Not only was Ledwidge bitter about his friend’s execution, but also he felt conflicted about his own role as a soldier in the English Army. His political sympathies were with the rebels. The angry tone of the poem is matched by an optimistic, defiant ending.
Biography of Francis Ledwidge
Francis Ledwidge (1887-1917) was an Irish poet, killed during the First World War (1914-1918). Ledwidge’s parents were farmworkers; his father died when Francis was young, leaving the family in poverty. Ledwidge left school at the age of 13 and took up a series of jobs, such as working in a copper mine and repairing roads.
Around 1911, Ledwidge sent some of his poems to Lord Dunsany (the fantasy writer Edward John Moreton Drax Plunkett, 18th Baron of Dunsany). Only 10 years older than Ledwidge, the writer was impressed and took Ledwidge under his wing, offering him a modest stipend and the use of his library.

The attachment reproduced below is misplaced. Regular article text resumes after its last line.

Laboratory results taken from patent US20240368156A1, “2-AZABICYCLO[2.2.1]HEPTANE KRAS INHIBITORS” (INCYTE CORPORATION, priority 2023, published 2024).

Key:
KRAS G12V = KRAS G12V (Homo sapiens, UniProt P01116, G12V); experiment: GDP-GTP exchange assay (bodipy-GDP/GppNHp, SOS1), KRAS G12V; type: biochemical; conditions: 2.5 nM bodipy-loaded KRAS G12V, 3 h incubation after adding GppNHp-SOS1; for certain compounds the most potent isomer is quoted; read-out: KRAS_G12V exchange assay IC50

In 1914, when England declared war on Germany, Ledwidge signed on to the Royal Inniskilling Fusiliers and became a member of Lord Dunsany’s company. He became a lance corporal and fought in the Dardanelles in 1915, at the Battle of Gallipoli. His first book of poems was published while he was on the Eastern Front, Songs of the Field (1915). After returning to Ireland for a short time, Ledwidge returned to fight near Ypres, Belgium. He was killed on July 31, 1917, when a shell exploded next to him.
Most of Ledwidge’s poems focus on the area around his home in County Meath. They are pastoral and nostalgic. Many of them make use of Celtic legends and language.